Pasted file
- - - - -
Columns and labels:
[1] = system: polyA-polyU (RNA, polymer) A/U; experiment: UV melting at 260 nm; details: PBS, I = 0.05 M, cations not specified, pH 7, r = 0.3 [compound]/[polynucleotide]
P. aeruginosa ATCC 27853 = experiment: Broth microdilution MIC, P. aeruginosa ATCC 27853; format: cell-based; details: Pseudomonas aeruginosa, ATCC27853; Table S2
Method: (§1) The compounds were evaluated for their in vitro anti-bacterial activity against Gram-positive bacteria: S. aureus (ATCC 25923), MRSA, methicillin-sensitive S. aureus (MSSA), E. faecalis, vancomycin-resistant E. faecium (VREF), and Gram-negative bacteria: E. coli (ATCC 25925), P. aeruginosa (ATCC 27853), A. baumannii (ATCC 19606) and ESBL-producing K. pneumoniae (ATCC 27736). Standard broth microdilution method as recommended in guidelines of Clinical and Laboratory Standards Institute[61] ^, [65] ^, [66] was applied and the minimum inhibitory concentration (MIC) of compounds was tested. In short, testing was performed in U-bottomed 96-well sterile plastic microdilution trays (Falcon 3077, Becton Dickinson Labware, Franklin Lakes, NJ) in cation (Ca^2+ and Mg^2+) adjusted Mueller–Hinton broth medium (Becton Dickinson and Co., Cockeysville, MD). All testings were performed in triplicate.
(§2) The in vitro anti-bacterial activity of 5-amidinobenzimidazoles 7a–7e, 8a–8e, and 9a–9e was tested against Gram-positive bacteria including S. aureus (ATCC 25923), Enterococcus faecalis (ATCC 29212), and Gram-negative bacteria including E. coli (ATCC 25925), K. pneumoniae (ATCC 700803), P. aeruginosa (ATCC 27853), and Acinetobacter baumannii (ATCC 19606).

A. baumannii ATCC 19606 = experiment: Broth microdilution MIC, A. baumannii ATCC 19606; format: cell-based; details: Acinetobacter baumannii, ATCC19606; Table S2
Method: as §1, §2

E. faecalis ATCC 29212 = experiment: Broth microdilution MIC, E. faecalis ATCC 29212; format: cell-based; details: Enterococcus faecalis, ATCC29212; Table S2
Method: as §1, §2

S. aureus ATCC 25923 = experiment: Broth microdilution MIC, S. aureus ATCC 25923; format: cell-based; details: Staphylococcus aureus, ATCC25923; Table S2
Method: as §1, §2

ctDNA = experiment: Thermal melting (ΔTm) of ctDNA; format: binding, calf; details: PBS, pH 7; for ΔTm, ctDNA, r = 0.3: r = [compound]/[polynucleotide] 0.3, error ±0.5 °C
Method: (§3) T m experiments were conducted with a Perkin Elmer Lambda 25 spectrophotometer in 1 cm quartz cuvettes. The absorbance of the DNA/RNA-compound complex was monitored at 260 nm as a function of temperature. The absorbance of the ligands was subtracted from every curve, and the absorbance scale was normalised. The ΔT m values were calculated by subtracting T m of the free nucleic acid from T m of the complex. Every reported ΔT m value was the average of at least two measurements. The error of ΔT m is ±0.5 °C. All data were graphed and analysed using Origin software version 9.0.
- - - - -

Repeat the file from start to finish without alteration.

Columns and labels:
[1] = system: polyA-polyU (RNA, polymer) A/U; experiment: UV melting at 260 nm; details: PBS, I = 0.05 M, cations not specified, pH 7, r = 0.3 [compound]/[polynucleotide]
P. aeruginosa ATCC 27853 = experiment: Broth microdilution MIC, P. aeruginosa ATCC 27853; format: cell-based; details: Pseudomonas aeruginosa, ATCC27853; Table S2
Method: (§1) The compounds were evaluated for their in vitro anti-bacterial activity against Gram-positive bacteria: S. aureus (ATCC 25923), MRSA, methicillin-sensitive S. aureus (MSSA), E. faecalis, vancomycin-resistant E. faecium (VREF), and Gram-negative bacteria: E. coli (ATCC 25925), P. aeruginosa (ATCC 27853), A. baumannii (ATCC 19606) and ESBL-producing K. pneumoniae (ATCC 27736). Standard broth microdilution method as recommended in guidelines of Clinical and Laboratory Standards Institute[61] ^, [65] ^, [66] was applied and the minimum inhibitory concentration (MIC) of compounds was tested. In short, testing was performed in U-bottomed 96-well sterile plastic microdilution trays (Falcon 3077, Becton Dickinson Labware, Franklin Lakes, NJ) in cation (Ca^2+ and Mg^2+) adjusted Mueller–Hinton broth medium (Becton Dickinson and Co., Cockeysville, MD). All testings were performed in triplicate.
(§2) The in vitro anti-bacterial activity of 5-amidinobenzimidazoles 7a–7e, 8a–8e, and 9a–9e was tested against Gram-positive bacteria including S. aureus (ATCC 25923), Enterococcus faecalis (ATCC 29212), and Gram-negative bacteria including E. coli (ATCC 25925), K. pneumoniae (ATCC 700803), P. aeruginosa (ATCC 27853), and Acinetobacter baumannii (ATCC 19606).

A. baumannii ATCC 19606 = experiment: Broth microdilution MIC, A. baumannii ATCC 19606; format: cell-based; details: Acinetobacter baumannii, ATCC19606; Table S2
Method: as §1, §2

E. faecalis ATCC 29212 = experiment: Broth microdilution MIC, E. faecalis ATCC 29212; format: cell-based; details: Enterococcus faecalis, ATCC29212; Table S2
Method: as §1, §2

S. aureus ATCC 25923 = experiment: Broth microdilution MIC, S. aureus ATCC 25923; format: cell-based; details: Staphylococcus aureus, ATCC25923; Table S2
Method: as §1, §2

ctDNA = experiment: Thermal melting (ΔTm) of ctDNA; format: binding, calf; details: PBS, pH 7; for ΔTm, ctDNA, r = 0.3: r = [compound]/[polynucleotide] 0.3, error ±0.5 °C
Method: (§3) T m experiments were conducted with a Perkin Elmer Lambda 25 spectrophotometer in 1 cm quartz cuvettes. The absorbance of the DNA/RNA-compound complex was monitored at 260 nm as a function of temperature. The absorbance of the ligands was subtracted from every curve, and the absorbance scale was normalised. The ΔT m values were calculated by subtracting T m of the free nucleic acid from T m of the complex. Every reported ΔT m value was the average of at least two measurements. The error of ΔT m is ±0.5 °C. All data were graphed and analysed using Origin software version 9.0.